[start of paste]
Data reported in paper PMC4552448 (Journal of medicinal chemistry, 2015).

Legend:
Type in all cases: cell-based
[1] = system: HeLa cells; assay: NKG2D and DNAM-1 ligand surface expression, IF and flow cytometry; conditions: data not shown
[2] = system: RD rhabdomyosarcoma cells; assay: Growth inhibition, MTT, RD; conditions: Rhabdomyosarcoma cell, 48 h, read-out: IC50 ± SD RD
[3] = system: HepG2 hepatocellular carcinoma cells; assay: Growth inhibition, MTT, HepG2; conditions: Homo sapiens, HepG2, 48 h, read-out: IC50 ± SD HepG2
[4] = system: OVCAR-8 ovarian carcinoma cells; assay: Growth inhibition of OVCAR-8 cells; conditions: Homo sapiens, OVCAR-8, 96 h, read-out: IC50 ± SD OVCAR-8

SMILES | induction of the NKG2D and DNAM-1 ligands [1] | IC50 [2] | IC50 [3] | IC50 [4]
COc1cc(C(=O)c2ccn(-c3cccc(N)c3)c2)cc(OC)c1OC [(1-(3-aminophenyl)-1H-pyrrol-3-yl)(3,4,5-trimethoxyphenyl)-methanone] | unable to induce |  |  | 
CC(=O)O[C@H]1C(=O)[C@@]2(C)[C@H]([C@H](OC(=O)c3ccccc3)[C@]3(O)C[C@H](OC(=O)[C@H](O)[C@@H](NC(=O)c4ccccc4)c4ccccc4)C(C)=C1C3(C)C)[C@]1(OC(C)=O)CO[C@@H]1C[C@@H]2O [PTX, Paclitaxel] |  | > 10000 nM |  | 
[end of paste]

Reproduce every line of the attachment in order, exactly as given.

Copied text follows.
Data reported in paper PMC4552448 (Journal of medicinal chemistry, 2015).

Legend:
Type in all cases: cell-based
[1] = system: HeLa cells; assay: NKG2D and DNAM-1 ligand surface expression, IF and flow cytometry; conditions: data not shown
[2] = system: RD rhabdomyosarcoma cells; assay: Growth inhibition, MTT, RD; conditions: Rhabdomyosarcoma cell, 48 h, read-out: IC50 ± SD RD
[3] = system: HepG2 hepatocellular carcinoma cells; assay: Growth inhibition, MTT, HepG2; conditions: Homo sapiens, HepG2, 48 h, read-out: IC50 ± SD HepG2
[4] = system: OVCAR-8 ovarian carcinoma cells; assay: Growth inhibition of OVCAR-8 cells; conditions: Homo sapiens, OVCAR-8, 96 h, read-out: IC50 ± SD OVCAR-8

SMILES | induction of the NKG2D and DNAM-1 ligands [1] | IC50 [2] | IC50 [3] | IC50 [4]
COc1cc(C(=O)c2ccn(-c3cccc(N)c3)c2)cc(OC)c1OC [(1-(3-aminophenyl)-1H-pyrrol-3-yl)(3,4,5-trimethoxyphenyl)-methanone] | unable to induce |  |  | 
CC(=O)O[C@H]1C(=O)[C@@]2(C)[C@H]([C@H](OC(=O)c3ccccc3)[C@]3(O)C[C@H](OC(=O)[C@H](O)[C@@H](NC(=O)c4ccccc4)c4ccccc4)C(C)=C1C3(C)C)[C@]1(OC(C)=O)CO[C@@H]1C[C@@H]2O [PTX, Paclitaxel] |  | > 10000 nM |  | 